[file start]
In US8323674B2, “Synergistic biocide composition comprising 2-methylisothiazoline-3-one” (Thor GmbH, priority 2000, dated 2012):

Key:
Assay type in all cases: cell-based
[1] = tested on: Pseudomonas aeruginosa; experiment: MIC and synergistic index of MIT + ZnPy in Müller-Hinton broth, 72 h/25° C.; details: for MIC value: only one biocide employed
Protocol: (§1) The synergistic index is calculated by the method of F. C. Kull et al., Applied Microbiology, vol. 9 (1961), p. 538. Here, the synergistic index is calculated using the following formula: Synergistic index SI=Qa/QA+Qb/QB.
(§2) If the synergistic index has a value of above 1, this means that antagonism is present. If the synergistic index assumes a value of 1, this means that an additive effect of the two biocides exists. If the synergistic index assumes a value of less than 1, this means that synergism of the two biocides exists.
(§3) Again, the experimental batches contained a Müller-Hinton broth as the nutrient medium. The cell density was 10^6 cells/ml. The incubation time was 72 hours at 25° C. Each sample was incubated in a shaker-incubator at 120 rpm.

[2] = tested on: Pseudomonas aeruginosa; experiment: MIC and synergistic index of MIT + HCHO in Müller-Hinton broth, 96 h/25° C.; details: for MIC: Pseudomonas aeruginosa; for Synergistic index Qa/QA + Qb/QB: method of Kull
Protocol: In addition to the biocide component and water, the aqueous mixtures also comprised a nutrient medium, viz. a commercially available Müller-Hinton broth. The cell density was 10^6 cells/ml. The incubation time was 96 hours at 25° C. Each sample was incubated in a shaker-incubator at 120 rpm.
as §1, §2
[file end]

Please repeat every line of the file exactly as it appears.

In US8323674B2, “Synergistic biocide composition comprising 2-methylisothiazoline-3-one” (Thor GmbH, priority 2000, dated 2012):

Key:
Assay type in all cases: cell-based
[1] = tested on: Pseudomonas aeruginosa; experiment: MIC and synergistic index of MIT + ZnPy in Müller-Hinton broth, 72 h/25° C.; details: for MIC value: only one biocide employed
Protocol: (§1) The synergistic index is calculated by the method of F. C. Kull et al., Applied Microbiology, vol. 9 (1961), p. 538. Here, the synergistic index is calculated using the following formula: Synergistic index SI=Qa/QA+Qb/QB.
(§2) If the synergistic index has a value of above 1, this means that antagonism is present. If the synergistic index assumes a value of 1, this means that an additive effect of the two biocides exists. If the synergistic index assumes a value of less than 1, this means that synergism of the two biocides exists.
(§3) Again, the experimental batches contained a Müller-Hinton broth as the nutrient medium. The cell density was 10^6 cells/ml. The incubation time was 72 hours at 25° C. Each sample was incubated in a shaker-incubator at 120 rpm.

[2] = tested on: Pseudomonas aeruginosa; experiment: MIC and synergistic index of MIT + HCHO in Müller-Hinton broth, 96 h/25° C.; details: for MIC: Pseudomonas aeruginosa; for Synergistic index Qa/QA + Qb/QB: method of Kull
Protocol: In addition to the biocide component and water, the aqueous mixtures also comprised a nutrient medium, viz. a commercially available Müller-Hinton broth. The cell density was 10^6 cells/ml. The incubation time was 96 hours at 25° C. Each sample was incubated in a shaker-incubator at 120 rpm.
as §1, §2